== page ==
They formed up five across at the mouth of the tunnel, with the rest of the PCs backing them up. The scouts had Walk on Air on so they could get a standing vantage point to shoot over the other PCs. As soon as the enemy appeared, the wizards put Great Haste on each one.

The PCs were rushed by around 20 orcs with assorted low-grade weapons and leather armor, seven devil wolves, and about 18 or 20 goblins. They were backed by some archers that Rolan kept busy by shooting at them (they Dodged basically everything - he had terrible luck with that.)

The fight was a straight-up brawl (using some abstracted combat rules to move things along.) The PCs quickly decimated the orcs, and then the wolves, and then the goblins, although some orcs got in shots and the wolves managed to bite and chew on several PCs in close combat. But in less than 10 turns the PCs demolished them all. The last four goblins tried to flee but the scouts shot them down from behind (which will be a clear lesson to the enemy - don't run, no quarter).



As the first wave went down, though, the PCs could hear another wave forming up - and very, very distant drums and horns answering a close-in horn. There was less than a minute to rest - and the FP loss from the long climb, a fast climb, several small fights, and then a big brawl (and 5 more on top for Great Haste) meant that Brother Ike and the wizards needed to expend their own FP to keep the scouts above half Move and Dodge.

The next wave came in.




This time, the PCs backed off to a three-person front rank. The second wave was much more formidable - orcs with leather and metal armor, all bigger than the largest of the previous wave, backed by two trolls a half-dozen ogres (some two-headed,) and three gigantic two-headed ogres and a few orc spellcasters, plus two owlbears. The mob advanced and quickly reached the group - the scouts shot exclusively at the biggest, baddest looking two-headed ogre in the face. Actually Alaric shot at an owlbear first, while hooting owlbear noises. The big ogre took the arrows to the face and didn't seem very much bothered by them. When one head was hit, it said, "Ouch!" and the other laughed and said, "Hahah, missed me!" - and the opposite happened when the other face was hit. It readied a big barrel to throw, and the trolls rushed right up through the crowd at double time - Great Haste!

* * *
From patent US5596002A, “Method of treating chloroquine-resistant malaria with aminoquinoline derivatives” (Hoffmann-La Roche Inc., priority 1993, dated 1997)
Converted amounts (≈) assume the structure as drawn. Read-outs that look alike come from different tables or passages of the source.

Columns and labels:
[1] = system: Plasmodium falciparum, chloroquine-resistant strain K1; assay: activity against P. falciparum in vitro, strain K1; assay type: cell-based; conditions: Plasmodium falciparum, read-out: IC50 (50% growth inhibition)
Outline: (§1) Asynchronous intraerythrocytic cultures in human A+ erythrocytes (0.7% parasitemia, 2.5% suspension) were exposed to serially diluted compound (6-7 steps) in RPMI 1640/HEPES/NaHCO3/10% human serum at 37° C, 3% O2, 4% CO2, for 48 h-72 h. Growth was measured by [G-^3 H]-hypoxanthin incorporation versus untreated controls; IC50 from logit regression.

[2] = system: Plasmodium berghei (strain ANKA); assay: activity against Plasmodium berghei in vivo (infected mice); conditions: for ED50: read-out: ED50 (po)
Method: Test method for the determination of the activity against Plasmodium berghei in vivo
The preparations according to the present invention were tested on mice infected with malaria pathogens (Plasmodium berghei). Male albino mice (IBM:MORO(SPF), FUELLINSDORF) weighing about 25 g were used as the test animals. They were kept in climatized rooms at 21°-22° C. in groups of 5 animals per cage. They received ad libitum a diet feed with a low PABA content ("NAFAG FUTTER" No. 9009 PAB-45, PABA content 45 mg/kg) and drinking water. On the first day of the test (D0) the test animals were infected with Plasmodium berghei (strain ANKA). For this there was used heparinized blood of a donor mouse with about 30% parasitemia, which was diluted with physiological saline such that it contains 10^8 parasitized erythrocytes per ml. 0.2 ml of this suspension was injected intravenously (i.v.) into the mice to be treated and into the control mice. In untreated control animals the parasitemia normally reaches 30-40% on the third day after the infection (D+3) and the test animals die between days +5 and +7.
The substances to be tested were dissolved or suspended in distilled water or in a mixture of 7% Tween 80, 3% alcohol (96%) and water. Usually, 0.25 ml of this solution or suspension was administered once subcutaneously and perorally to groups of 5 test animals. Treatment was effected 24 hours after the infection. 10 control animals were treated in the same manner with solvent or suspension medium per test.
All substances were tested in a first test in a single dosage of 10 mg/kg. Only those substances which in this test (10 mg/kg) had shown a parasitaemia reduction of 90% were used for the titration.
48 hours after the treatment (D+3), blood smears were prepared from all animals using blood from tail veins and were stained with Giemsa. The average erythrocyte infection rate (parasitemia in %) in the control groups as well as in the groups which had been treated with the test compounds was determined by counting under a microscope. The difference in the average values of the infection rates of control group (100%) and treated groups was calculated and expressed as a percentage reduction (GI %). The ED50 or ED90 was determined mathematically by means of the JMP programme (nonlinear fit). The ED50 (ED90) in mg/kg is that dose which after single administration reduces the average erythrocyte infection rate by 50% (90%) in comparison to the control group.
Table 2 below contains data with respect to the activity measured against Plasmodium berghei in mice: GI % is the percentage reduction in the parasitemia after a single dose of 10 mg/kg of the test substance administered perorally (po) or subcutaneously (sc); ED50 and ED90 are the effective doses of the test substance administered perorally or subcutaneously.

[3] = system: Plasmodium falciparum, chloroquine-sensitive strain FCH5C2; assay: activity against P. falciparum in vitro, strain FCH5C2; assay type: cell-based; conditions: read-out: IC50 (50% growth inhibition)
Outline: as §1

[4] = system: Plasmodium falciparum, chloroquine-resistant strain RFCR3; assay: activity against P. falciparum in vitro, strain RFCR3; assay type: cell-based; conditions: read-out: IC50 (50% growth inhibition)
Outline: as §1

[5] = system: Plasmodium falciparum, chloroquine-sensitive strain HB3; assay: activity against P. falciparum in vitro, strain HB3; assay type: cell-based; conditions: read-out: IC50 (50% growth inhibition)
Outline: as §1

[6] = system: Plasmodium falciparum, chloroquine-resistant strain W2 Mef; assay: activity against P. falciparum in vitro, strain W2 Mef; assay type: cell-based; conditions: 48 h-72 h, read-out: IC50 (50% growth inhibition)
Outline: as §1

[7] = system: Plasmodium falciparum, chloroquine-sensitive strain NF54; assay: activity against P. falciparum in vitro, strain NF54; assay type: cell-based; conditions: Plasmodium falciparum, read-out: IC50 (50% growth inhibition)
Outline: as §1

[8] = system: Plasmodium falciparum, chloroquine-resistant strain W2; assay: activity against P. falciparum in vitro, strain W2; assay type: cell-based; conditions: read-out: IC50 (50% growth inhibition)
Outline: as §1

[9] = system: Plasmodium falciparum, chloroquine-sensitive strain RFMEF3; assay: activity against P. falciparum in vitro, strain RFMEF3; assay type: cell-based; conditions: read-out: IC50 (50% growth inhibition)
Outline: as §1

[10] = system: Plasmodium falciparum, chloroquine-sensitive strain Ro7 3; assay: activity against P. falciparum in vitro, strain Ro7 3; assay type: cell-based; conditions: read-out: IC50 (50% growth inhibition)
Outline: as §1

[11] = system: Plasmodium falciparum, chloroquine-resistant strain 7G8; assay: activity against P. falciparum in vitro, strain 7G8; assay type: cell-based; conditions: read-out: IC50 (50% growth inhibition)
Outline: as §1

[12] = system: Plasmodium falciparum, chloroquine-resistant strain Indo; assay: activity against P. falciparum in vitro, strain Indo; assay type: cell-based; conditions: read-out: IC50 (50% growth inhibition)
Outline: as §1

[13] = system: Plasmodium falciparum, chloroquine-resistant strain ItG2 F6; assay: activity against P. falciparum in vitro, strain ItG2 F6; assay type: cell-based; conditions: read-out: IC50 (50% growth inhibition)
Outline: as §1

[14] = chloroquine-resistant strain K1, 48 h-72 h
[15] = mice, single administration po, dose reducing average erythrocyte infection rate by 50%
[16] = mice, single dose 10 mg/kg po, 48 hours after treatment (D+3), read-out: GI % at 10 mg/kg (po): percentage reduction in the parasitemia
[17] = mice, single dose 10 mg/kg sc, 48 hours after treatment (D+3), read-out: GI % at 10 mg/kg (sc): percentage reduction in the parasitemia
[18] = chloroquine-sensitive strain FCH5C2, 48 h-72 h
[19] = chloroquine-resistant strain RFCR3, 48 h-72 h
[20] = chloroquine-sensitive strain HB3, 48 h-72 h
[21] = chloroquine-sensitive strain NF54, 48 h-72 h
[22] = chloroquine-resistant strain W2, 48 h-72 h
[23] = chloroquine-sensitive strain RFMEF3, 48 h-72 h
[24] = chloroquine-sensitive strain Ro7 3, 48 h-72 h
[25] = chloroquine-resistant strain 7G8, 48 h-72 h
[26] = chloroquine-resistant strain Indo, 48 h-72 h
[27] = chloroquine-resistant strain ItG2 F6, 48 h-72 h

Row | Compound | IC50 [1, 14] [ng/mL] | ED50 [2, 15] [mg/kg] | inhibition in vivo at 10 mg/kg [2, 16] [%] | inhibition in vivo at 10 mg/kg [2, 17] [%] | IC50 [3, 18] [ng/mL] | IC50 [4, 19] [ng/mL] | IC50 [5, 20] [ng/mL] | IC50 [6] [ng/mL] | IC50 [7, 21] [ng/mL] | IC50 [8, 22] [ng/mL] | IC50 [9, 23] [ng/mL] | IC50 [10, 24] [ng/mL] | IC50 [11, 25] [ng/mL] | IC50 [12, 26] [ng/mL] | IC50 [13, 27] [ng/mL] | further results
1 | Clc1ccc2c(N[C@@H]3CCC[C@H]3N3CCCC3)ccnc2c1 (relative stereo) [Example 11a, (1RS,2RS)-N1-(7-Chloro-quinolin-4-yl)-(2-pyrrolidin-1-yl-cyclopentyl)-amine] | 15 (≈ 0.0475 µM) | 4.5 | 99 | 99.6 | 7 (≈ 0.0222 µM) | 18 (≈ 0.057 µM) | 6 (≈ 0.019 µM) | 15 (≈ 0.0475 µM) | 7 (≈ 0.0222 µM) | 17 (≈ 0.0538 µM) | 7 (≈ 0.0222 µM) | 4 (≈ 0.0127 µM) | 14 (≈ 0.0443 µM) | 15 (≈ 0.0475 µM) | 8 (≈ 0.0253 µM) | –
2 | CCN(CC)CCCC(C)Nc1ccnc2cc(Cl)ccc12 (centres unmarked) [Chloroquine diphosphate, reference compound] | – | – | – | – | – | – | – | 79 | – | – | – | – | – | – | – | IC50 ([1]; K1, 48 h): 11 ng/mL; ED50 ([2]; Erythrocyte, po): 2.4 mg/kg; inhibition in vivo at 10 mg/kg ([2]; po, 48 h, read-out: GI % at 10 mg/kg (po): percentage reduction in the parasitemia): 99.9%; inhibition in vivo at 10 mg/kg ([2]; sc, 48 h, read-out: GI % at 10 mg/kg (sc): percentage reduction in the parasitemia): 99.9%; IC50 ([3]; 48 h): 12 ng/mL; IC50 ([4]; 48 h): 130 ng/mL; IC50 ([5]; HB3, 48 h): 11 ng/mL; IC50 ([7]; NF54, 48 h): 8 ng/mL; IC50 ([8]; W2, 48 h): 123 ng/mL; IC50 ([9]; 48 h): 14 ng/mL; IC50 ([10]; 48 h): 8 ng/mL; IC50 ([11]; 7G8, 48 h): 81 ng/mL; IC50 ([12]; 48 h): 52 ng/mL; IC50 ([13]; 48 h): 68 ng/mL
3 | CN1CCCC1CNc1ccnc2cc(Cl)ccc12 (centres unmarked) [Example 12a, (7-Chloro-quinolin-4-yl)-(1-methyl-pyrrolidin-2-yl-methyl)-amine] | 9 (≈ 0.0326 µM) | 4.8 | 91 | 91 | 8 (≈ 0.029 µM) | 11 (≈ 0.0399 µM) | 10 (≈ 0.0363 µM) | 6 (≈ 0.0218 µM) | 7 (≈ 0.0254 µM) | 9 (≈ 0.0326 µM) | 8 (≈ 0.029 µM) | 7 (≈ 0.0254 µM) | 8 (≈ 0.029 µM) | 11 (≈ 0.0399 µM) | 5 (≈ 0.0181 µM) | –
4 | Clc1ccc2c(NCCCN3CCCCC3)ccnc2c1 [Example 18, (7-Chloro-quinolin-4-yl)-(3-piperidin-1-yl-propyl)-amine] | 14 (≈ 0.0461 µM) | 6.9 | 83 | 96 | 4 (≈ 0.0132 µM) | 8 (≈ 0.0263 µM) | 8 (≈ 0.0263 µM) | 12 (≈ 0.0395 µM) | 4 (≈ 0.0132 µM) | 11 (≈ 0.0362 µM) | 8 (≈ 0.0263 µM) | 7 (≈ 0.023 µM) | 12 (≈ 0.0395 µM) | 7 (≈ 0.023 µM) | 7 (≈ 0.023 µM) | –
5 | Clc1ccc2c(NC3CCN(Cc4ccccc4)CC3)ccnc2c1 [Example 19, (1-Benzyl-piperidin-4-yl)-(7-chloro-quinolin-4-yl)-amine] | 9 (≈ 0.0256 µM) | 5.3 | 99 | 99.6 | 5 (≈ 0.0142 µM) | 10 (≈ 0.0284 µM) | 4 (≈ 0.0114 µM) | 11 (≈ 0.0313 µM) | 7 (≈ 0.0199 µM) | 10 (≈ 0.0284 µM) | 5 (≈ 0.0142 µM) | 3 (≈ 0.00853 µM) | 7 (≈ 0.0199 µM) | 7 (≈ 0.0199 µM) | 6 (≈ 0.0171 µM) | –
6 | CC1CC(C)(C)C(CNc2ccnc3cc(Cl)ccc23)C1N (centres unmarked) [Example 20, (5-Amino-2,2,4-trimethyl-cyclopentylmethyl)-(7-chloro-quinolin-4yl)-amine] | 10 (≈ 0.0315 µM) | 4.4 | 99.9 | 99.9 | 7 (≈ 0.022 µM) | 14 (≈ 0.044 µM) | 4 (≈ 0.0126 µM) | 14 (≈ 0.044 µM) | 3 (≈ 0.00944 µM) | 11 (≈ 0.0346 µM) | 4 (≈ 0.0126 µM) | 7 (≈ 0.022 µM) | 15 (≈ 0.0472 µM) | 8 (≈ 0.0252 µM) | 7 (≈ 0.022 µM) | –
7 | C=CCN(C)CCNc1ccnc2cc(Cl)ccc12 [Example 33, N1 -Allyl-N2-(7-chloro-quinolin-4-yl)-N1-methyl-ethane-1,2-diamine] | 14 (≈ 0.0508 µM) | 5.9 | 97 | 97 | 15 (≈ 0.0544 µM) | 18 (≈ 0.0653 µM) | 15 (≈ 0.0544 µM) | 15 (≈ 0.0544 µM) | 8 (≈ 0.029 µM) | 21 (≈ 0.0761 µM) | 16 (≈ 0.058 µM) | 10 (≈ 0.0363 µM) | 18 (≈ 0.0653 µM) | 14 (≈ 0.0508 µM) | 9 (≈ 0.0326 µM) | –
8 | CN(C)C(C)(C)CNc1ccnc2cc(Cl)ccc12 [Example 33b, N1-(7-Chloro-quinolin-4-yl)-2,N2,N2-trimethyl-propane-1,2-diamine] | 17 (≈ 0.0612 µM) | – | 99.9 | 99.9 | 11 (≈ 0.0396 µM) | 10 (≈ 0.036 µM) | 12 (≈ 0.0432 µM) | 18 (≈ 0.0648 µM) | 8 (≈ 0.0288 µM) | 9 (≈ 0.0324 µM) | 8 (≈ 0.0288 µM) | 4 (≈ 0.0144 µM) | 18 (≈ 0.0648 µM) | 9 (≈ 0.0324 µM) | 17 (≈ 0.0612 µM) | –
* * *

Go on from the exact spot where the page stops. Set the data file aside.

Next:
As this happened, an orc snuck up from the back!



It threw a Magebane grenade into Gerry's hex. He lost his ability to cast spells (but not maintain - it says "cast"). He yelled as he turned and saw the orc his dumb-as-rocks skeletons hadn't detected sneaking up. Rolan turned and shot the orc, then shot him again as Ahenobarbus rushed back to finish him. The skeletons stood guard and moved up a little. Gerry quickly readied and downed a Universal Antidote to undo the Magebane effects.

The same style of abstracted brawl started. The trolls were backed by the orcs, but the PCs just focused on the trolls as the scouts shot at the biggest ogre. Hayden was quickly torn up by a troll fairly badly and fell down as he critically failed a Dodge. Mo smashed a troll in the skull twice, trying to brain it to death. It ignored him and kept going. The other was cut to ribbons by Hjalmarr.



The big two-headed ogre tossed his barrel of oil into the ranks of the PCs, smashing behind them and splattering everyone with oil. Two orc spellcasters tossed Explosive Fireball spells into the tunnel to set it off, but one missed badly and the other missed by enough to only lightly scorch some PCs and the trolls.

After a few seconds of this fighting, though, Dryst put up a Force Wall. It formed over a brutal second of combat, and Mo even swung through it to injure a troll. Gerry put up a large Stench spell over the mob of foes, and Dryst put up Create Fire on a fallen troll.

It was all for naught, though, as the trolls got up and left the fire, the orcs backed off quickly at some shouts from the ogres and others in the back, and a horn blew to signal a pullback.